This Is What Lemon Tea Can Do For Your Body

A squeeze of lemon can do wonders for bringing out flavor in a dish or beverage. Squeeze a lemon wedge in your hot tea or ice water, sprinkle grated lemon zest over your cupcakes, and drizzle some juice over your chicken, because this versatile fruit comes packed with health benefits. Loaded with vitamins, antioxidants, and minerals, lemons have been used for medicinal benefits for centuries (via WebMD).

A tasty way to enjoy lemon and get all the nutritional benefits is by brewing lemon tea. The citrusy flavored tea is quick and easy to prepare, and the juice from a single lemon contains 0.16 grams of protein, 0.14 grams of fiber, 1.2 grams of sugar, and is made up of 10.3 calories (via WebMD). As per BBC Good Food, take one-quarter sized lemon wedge, squeeze out the juice into a mug, and mix in 2 to 3 teaspoons of honey if desired. Pour over with hot water and top it off with a thin lemon slice to steep. Some may opt to add in a green, black, or chamomile tea bag.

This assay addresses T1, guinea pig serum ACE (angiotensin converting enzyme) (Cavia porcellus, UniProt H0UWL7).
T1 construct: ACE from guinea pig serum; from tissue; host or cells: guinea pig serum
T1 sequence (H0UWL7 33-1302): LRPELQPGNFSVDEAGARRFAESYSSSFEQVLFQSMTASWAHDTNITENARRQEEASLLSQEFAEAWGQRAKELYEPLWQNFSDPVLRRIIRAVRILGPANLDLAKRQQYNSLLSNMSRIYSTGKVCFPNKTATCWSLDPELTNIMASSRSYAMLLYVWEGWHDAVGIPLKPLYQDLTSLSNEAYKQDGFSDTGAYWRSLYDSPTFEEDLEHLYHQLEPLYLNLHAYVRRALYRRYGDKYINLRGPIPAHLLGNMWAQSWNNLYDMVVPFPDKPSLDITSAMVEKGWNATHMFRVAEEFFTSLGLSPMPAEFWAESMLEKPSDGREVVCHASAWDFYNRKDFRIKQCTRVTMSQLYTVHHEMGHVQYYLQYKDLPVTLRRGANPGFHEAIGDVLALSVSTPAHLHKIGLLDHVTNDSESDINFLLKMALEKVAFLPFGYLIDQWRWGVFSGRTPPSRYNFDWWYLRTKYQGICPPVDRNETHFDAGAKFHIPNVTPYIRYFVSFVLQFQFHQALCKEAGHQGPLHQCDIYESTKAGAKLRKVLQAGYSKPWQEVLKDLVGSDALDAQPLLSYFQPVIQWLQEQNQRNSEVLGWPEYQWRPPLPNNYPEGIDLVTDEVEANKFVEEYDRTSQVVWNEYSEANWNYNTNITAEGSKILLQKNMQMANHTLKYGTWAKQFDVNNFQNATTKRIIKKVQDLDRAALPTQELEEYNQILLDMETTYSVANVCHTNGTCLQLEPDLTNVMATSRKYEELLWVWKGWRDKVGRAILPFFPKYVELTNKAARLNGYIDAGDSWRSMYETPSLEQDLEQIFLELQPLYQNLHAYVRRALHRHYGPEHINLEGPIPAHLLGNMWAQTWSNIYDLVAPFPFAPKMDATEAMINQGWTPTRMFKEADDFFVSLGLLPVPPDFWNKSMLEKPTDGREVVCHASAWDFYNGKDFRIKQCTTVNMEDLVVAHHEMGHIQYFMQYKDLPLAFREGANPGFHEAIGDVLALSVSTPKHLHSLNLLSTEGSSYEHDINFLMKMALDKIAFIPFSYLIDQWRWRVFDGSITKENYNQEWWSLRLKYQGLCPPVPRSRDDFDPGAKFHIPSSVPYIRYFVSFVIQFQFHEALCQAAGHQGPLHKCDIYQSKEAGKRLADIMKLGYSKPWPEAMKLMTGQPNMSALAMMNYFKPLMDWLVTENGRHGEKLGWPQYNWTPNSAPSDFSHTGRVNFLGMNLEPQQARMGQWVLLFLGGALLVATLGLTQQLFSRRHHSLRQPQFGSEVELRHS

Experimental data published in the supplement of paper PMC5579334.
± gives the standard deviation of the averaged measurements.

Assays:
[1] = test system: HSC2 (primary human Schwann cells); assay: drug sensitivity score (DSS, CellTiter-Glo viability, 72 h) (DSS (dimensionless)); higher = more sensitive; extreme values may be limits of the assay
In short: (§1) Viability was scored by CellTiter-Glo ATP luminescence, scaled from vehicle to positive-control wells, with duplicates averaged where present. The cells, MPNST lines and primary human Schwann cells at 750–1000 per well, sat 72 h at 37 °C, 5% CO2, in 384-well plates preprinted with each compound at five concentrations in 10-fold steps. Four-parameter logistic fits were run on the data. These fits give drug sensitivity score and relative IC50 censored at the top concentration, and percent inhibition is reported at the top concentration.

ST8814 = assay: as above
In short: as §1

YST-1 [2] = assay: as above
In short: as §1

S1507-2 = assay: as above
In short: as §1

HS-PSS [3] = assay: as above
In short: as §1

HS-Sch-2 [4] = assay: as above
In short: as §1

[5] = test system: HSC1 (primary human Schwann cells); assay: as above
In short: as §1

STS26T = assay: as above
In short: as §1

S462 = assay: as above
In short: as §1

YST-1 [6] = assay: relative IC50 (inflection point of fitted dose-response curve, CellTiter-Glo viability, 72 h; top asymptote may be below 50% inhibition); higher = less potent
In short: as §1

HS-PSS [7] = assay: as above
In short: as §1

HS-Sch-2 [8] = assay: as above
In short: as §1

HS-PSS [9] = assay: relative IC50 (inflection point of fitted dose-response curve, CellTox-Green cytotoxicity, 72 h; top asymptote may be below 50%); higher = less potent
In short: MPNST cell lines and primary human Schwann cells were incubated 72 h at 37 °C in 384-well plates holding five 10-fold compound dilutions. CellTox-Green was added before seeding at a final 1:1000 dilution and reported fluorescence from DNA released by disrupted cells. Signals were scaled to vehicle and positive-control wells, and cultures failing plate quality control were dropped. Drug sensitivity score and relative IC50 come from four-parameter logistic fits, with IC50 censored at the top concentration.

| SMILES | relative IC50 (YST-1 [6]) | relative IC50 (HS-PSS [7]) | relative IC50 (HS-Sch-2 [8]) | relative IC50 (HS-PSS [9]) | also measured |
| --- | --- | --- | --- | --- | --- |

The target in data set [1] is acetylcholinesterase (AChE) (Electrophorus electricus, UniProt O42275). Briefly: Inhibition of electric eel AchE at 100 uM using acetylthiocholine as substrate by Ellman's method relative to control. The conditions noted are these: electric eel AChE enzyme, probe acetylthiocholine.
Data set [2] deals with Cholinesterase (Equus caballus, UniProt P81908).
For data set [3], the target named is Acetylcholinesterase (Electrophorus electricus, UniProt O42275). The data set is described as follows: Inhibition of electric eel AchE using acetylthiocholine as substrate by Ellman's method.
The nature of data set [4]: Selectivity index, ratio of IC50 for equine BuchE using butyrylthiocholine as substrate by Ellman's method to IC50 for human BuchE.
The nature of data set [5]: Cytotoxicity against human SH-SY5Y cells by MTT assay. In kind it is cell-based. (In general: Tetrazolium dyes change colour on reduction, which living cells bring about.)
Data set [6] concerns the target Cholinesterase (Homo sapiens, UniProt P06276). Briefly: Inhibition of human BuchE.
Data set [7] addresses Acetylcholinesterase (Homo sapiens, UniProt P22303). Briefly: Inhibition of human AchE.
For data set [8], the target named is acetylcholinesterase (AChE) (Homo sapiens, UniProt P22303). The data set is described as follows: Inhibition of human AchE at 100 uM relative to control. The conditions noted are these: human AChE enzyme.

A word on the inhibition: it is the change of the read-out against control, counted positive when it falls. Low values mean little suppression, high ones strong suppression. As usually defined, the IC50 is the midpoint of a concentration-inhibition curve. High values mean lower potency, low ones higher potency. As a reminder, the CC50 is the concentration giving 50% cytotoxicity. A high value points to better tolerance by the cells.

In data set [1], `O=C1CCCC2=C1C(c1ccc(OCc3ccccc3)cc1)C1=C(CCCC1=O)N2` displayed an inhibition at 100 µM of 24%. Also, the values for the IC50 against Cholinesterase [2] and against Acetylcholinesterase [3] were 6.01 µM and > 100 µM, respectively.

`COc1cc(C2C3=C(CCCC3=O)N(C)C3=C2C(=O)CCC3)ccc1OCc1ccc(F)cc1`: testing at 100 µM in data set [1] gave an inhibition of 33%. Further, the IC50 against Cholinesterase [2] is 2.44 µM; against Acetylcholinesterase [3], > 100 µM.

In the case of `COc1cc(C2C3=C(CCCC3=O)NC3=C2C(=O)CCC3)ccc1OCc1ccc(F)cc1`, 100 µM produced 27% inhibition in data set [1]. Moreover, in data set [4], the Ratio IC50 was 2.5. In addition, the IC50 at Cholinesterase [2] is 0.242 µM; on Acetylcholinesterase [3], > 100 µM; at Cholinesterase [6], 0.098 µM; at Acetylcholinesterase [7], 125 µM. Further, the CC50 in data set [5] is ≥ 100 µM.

With this delightfully simple recipe, you'll be providing your body with some important health benefits.

Lemon tea may help prevent certain health conditions

According to SF gate, the vitamin C in lemon juice serves as an antioxidant which can combat DNA-damaging free radicals. With the juice in a single lemon wedge containing 2.3 milligrams of vitamin C, vitamin C is crucial to our body's immune support, wound healing, and the development of strong skin tissue.

Lemon tea may also help provide protection against the development of cancer (via SF Gate). Lemon contains a powerful antioxidant known as quercetin, which is known to hinder the growth of cancer cells as well as prevent damage to cells from oxidative stress. Quercetin can also promote heart health, neurological health, and can act as an anti-inflammatory. Lemons also contain hesperidin, a compound that has been shown to aid in lowering blood sugar and high cholesterol levels.

It's important to note, however, that while lemon tea may help prevent some health conditions, it may aggravate others. Due to its high acidity, lemon juice can worsen canker sores, acid reflux, or contribute to tooth decay (via WebMD). Additionally, the citrus could interact with certain blood pressure or cholesterol medications, so consult with your doctor before imbibing if you are taking that prescription medicine.